This week, Imperial has been shoved rudely into the modern age by encountering workers’ rights, an issue that has plagued employers since the Black Death wiped out the majority of the peasants. The immediate consequence of this was that the nobles and landlords had to lighten up on the oppression because there weren’t enough serfs to slave in the fields. Over time, the cause of workers rights has been advanced by the threat of violence by revolution or revolt as well as the establishment of unions. Union has almost become a dirty word since their defeat by the Iron Lady in the 1980s, but they probably have had a net beneficial effect for those of us unfortunate enough to have to work for a living.

Apparently, the issue that has brought the meek and mild lecturers onto the streets is that Imperial is now changing its pension system. Beyond that, I, like most of my fellow students, have no idea what is going on. I tried reading the handout that one of the union representatives was aggressively forcing on those of us innocently wandering through Sherfield, but I nearly fell asleep halfway through the words “individual investment scheme.” I have decided, like the rest of the world, that facts are boring and I can rely on the more compelling and probably accurate assertion that the college is evil for attempting to take the pensions away and I should stand with the workers; or at least not resent them too much for robbing me of my education.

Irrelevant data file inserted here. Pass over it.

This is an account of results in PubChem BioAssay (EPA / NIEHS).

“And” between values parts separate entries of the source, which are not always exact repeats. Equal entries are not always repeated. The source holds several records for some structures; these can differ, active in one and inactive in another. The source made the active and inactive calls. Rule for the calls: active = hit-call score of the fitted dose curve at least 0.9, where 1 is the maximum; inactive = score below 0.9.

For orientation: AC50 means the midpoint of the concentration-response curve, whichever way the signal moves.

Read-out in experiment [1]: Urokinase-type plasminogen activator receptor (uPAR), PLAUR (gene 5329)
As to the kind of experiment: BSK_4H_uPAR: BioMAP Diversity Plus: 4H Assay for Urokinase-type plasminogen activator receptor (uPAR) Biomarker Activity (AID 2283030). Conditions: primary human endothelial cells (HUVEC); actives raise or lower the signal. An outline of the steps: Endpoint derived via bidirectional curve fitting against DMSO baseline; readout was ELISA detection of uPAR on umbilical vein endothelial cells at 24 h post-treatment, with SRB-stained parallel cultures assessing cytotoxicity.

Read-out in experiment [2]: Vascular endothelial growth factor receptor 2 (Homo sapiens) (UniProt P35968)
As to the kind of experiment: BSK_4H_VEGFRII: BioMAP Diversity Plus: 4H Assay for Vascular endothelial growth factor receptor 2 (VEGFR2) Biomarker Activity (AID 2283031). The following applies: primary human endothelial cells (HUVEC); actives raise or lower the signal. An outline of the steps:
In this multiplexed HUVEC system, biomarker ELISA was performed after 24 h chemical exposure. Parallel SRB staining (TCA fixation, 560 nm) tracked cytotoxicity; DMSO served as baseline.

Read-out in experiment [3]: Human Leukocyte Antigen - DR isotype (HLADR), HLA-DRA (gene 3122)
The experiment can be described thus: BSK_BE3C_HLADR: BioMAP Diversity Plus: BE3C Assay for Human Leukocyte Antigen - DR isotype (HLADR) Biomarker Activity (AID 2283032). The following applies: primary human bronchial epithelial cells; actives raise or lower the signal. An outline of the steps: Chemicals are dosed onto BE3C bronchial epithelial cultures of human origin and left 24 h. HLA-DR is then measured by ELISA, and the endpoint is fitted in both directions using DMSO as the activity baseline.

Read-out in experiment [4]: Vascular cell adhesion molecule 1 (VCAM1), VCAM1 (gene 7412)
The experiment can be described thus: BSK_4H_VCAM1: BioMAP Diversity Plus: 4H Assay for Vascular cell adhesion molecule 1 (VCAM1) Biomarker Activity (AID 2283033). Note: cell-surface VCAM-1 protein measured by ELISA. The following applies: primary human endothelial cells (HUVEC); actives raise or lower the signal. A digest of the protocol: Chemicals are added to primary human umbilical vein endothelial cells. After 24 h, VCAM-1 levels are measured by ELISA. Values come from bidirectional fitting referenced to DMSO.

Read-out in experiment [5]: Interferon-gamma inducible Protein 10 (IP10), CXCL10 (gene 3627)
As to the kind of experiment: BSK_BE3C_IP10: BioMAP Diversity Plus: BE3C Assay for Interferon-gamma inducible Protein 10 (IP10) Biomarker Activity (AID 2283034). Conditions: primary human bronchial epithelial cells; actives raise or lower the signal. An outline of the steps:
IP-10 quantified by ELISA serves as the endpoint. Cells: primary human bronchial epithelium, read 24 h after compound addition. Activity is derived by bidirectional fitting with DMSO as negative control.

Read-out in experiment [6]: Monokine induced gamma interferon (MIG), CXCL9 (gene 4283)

The alternative narrative, the one that is completely devoid of empathy and therefore will appeal to physicists, is that, as I own the lecturers because of the substantial tuition fees I pay, they are putting me at a considerable disadvantage for daring to voice these socialist demands. Some have even argued for a refund of fees for the lectures and tutorials missed as the workers of Imperial College crusade for fair treatment, but I’m unsure if they want compensation from the College or the lecturers themselves. This is of course a ridiculous stance to take, as the College would sooner part with a good third of their research staff before refunding students. Heaven forbid that the President should take a pay cut.

This of course follows the general trend of a reduction in standards of pensions worldwide. Carillion, the construction firm, went bust following a gaping hole in its pensions scheme, and BHS employees suffered from a colossal hole in their pension scheme after Philip Green had stripped the company of all its value and used the wealth to build a fleet of yachts and become the king of the sea. I for one welcome this lack of foresight and preparation for old age which will allow further concentration of wealth in the hands of those that are already incredibly wealthy. I mean, being a peasant in pre-plague Europe really wasn’t that bad if you’re a big fan of mud, beatings and no human rights. We just have to hold out for the next round of antibiotic resistant bacteria for society to become equal once more.